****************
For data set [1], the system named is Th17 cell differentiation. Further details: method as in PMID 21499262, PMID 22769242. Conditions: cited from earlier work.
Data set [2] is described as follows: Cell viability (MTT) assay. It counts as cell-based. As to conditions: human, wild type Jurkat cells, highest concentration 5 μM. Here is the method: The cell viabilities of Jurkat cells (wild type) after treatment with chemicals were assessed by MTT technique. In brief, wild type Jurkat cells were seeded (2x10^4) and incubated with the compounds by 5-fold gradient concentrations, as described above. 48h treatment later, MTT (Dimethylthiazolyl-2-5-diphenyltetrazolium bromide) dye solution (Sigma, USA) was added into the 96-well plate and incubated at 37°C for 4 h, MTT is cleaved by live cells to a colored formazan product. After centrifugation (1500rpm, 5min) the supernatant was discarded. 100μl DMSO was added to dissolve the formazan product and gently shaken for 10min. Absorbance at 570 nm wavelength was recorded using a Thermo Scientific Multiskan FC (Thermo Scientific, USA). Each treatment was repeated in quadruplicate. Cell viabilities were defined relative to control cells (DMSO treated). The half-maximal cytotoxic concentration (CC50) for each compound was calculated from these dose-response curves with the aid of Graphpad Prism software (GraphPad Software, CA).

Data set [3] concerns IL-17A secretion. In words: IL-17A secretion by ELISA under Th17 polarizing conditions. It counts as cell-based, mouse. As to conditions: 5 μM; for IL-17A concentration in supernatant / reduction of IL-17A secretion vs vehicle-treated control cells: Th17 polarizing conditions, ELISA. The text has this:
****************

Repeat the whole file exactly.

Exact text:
For data set [1], the system named is Th17 cell differentiation. Further details: method as in PMID 21499262, PMID 22769242. Conditions: cited from earlier work.
Data set [2] is described as follows: Cell viability (MTT) assay. It counts as cell-based. As to conditions: human, wild type Jurkat cells, highest concentration 5 μM. Here is the method: The cell viabilities of Jurkat cells (wild type) after treatment with chemicals were assessed by MTT technique. In brief, wild type Jurkat cells were seeded (2x10^4) and incubated with the compounds by 5-fold gradient concentrations, as described above. 48h treatment later, MTT (Dimethylthiazolyl-2-5-diphenyltetrazolium bromide) dye solution (Sigma, USA) was added into the 96-well plate and incubated at 37°C for 4 h, MTT is cleaved by live cells to a colored formazan product. After centrifugation (1500rpm, 5min) the supernatant was discarded. 100μl DMSO was added to dissolve the formazan product and gently shaken for 10min. Absorbance at 570 nm wavelength was recorded using a Thermo Scientific Multiskan FC (Thermo Scientific, USA). Each treatment was repeated in quadruplicate. Cell viabilities were defined relative to control cells (DMSO treated). The half-maximal cytotoxic concentration (CC50) for each compound was calculated from these dose-response curves with the aid of Graphpad Prism software (GraphPad Software, CA).

Data set [3] concerns IL-17A secretion. In words: IL-17A secretion by ELISA under Th17 polarizing conditions. It counts as cell-based, mouse. As to conditions: 5 μM; for IL-17A concentration in supernatant / reduction of IL-17A secretion vs vehicle-treated control cells: Th17 polarizing conditions, ELISA. The text has this: